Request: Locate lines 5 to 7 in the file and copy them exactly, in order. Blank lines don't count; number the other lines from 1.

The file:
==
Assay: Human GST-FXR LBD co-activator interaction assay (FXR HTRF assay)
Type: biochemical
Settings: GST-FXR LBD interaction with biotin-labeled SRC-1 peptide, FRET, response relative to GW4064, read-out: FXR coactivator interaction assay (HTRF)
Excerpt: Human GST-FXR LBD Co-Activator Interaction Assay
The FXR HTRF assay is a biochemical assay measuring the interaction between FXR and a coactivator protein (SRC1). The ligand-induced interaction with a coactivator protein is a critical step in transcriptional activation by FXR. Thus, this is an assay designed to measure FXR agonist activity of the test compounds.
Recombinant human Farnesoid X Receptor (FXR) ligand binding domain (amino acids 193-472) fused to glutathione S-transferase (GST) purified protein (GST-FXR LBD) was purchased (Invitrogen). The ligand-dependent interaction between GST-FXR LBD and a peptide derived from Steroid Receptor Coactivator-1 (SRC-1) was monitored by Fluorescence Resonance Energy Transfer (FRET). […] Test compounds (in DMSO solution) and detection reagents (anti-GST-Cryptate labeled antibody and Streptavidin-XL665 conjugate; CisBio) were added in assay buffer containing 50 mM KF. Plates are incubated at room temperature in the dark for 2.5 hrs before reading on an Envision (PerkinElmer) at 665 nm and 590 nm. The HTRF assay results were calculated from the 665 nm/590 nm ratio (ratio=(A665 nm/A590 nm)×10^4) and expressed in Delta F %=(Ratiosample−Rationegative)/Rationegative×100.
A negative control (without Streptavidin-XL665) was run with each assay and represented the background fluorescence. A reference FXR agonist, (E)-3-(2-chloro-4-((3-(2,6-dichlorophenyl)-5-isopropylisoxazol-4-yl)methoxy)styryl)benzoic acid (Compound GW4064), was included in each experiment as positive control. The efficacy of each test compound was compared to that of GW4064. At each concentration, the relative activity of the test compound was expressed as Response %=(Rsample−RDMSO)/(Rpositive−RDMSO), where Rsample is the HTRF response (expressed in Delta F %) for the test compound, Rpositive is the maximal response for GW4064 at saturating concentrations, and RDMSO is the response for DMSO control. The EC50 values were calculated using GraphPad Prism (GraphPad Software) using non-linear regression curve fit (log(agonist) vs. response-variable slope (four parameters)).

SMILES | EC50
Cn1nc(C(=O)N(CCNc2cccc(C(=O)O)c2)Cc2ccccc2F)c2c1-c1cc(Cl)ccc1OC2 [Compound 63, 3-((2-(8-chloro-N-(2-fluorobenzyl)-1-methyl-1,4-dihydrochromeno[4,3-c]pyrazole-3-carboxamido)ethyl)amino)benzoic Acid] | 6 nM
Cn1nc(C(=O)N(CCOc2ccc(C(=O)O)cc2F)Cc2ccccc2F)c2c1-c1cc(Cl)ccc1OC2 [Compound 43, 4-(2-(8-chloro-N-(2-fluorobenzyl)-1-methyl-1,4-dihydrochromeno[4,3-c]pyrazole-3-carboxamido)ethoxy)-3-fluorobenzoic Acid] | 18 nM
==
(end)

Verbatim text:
The FXR HTRF assay is a biochemical assay measuring the interaction between FXR and a coactivator protein (SRC1). The ligand-induced interaction with a coactivator protein is a critical step in transcriptional activation by FXR. Thus, this is an assay designed to measure FXR agonist activity of the test compounds.
Recombinant human Farnesoid X Receptor (FXR) ligand binding domain (amino acids 193-472) fused to glutathione S-transferase (GST) purified protein (GST-FXR LBD) was purchased (Invitrogen). The ligand-dependent interaction between GST-FXR LBD and a peptide derived from Steroid Receptor Coactivator-1 (SRC-1) was monitored by Fluorescence Resonance Energy Transfer (FRET). […] Test compounds (in DMSO solution) and detection reagents (anti-GST-Cryptate labeled antibody and Streptavidin-XL665 conjugate; CisBio) were added in assay buffer containing 50 mM KF. Plates are incubated at room temperature in the dark for 2.5 hrs before reading on an Envision (PerkinElmer) at 665 nm and 590 nm. The HTRF assay results were calculated from the 665 nm/590 nm ratio (ratio=(A665 nm/A590 nm)×10^4) and expressed in Delta F %=(Ratiosample−Rationegative)/Rationegative×100.
A negative control (without Streptavidin-XL665) was run with each assay and represented the background fluorescence. A reference FXR agonist, (E)-3-(2-chloro-4-((3-(2,6-dichlorophenyl)-5-isopropylisoxazol-4-yl)methoxy)styryl)benzoic acid (Compound GW4064), was included in each experiment as positive control. The efficacy of each test compound was compared to that of GW4064. At each concentration, the relative activity of the test compound was expressed as Response %=(Rsample−RDMSO)/(Rpositive−RDMSO), where Rsample is the HTRF response (expressed in Delta F %) for the test compound, Rpositive is the maximal response for GW4064 at saturating concentrations, and RDMSO is the response for DMSO control. The EC50 values were calculated using GraphPad Prism (GraphPad Software) using non-linear regression curve fit (log(agonist) vs. response-variable slope (four parameters)).